“We are committed and continuing to work together to identify opportunities for further growth because we recognize that we need to grow the system,” Gould said.

Before Monday, Ontario and Nunavut were the last holdouts of the territories and provinces in this deal. Gould said in Nunavut’s case, this is because of the territorial election and the consultation process with the regional Inuit organizations.

She said the two governments had an agreement in principle before Christmas.

Correction: This story has been edited to correctly reflect how many daycare spots the GN agreed to put into place within five years.

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(13) Comments:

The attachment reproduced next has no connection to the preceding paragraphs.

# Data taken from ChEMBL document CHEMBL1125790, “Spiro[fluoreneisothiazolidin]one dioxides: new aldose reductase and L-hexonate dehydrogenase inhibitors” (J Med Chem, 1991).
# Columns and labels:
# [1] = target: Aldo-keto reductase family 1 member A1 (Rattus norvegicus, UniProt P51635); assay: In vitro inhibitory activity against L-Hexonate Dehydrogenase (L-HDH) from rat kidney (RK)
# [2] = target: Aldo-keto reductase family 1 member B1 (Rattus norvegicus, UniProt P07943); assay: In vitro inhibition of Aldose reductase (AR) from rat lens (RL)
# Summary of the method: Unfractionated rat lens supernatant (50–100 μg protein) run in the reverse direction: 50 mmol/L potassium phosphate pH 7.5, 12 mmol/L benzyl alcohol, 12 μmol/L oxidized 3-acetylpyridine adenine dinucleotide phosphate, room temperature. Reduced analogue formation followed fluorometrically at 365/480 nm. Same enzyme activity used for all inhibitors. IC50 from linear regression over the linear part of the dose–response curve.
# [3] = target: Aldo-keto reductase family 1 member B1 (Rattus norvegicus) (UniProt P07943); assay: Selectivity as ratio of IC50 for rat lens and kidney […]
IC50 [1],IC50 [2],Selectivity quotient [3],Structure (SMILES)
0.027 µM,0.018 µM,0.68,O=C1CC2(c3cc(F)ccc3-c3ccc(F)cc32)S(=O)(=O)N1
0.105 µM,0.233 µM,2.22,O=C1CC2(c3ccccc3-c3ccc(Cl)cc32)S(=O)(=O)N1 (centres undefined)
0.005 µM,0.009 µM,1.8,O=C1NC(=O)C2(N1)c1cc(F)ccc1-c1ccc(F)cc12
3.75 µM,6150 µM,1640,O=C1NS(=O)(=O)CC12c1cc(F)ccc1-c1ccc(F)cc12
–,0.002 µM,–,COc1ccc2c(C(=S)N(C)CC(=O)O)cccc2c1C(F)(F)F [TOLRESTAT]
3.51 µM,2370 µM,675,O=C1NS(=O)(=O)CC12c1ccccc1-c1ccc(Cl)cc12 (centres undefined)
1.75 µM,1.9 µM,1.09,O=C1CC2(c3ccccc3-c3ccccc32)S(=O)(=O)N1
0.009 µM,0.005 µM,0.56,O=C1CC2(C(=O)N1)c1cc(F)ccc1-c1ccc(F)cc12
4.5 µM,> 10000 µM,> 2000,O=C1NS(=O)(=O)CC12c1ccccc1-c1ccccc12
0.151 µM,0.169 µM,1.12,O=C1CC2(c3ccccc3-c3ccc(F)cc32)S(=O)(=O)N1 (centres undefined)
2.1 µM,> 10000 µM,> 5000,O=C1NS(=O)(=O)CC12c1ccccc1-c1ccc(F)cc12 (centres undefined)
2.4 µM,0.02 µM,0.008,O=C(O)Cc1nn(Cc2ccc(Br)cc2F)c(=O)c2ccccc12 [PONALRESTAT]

1. Posted by tuktuborel on

    Nice for Iqaluit.

    But will it help anyone else before the funding runs out. I hope it does but time will tell.

  2. Posted by HR issue on

    Doesn’t matter what the cost is. If we keep paying daycare staff the same as northmart cashiers and expect them to do nearly the work of teachers, then we’re always going to have the same problem.

    The parents of daycare aged kids (and there’s a lot of them) are getting burnt out trying to balance lack of full time daycare and work obligations. It’s a drain on the whole system.

    • Posted by More like staffing issue on